activities, all of which must be funded.
        Program size has minimal impact on the level of effort associated 
    with processing redesignation applications, since the Office of 
    Designation has to review and assess the same factors and the same 
    Regulatory Findings
    Administrative Procedure Act
        The Department of State is of the opinion that the Exchange Visitor 
    Program is a foreign affairs function of the U.S. Government and that 
    rules implementing this function are exempt from section 553 
    (Rulemaking) and section 554 (Adjudications) of the Administrative 
    Procedure Act (APA). The U.S. Government supervises programs that 
    invite foreign nationals to come to the United States to participate in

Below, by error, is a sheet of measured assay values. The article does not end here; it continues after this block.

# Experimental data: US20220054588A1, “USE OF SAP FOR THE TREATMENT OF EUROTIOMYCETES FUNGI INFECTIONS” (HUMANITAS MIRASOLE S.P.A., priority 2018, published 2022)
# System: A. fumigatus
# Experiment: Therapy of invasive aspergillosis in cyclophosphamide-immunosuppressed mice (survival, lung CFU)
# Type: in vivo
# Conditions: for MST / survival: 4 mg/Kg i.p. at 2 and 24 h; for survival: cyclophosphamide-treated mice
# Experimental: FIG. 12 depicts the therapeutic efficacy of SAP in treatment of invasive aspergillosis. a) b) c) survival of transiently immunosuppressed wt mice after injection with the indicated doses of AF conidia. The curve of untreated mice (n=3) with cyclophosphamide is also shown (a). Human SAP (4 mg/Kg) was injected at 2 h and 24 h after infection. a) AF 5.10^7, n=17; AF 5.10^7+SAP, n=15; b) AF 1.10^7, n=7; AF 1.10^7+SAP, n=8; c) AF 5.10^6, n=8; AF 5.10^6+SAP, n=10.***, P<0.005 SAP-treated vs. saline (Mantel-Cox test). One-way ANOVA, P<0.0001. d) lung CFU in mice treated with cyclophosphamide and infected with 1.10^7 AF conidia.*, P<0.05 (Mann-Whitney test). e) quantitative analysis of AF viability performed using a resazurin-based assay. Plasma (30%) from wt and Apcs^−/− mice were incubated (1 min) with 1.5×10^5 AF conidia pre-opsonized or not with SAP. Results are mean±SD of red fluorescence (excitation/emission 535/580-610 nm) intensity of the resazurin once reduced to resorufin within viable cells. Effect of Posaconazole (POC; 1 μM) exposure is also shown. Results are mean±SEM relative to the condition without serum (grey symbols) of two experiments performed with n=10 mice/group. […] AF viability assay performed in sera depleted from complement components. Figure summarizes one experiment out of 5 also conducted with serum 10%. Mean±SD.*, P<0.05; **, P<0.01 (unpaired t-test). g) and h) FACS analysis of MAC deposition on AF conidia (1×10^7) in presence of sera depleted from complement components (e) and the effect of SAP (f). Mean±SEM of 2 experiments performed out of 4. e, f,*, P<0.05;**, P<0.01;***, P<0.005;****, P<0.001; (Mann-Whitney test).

exchange visitor programs, either directly or through private sector 
    program sponsors or grantees. When problems occur, the U.S. Government 
    often has been, and likely will be, held accountable by foreign 
    governments for the treatment of their nationals, regardless of who is 
    responsible for the problems.
        The purpose of this rulemaking is to set the fees that will fund 
    services provided by the Exchange Visitor Program Office of Designation 
    to more than 1,400 sponsor organizations and 300,000 Exchange Visitor 
    Program participants. These services include oversight and compliance 
    with program requirements, as well as the monitoring of programs to 
    ensure the health, safety and well-being of foreign nationals entering 
    the United States (many of these exchange programs and participants are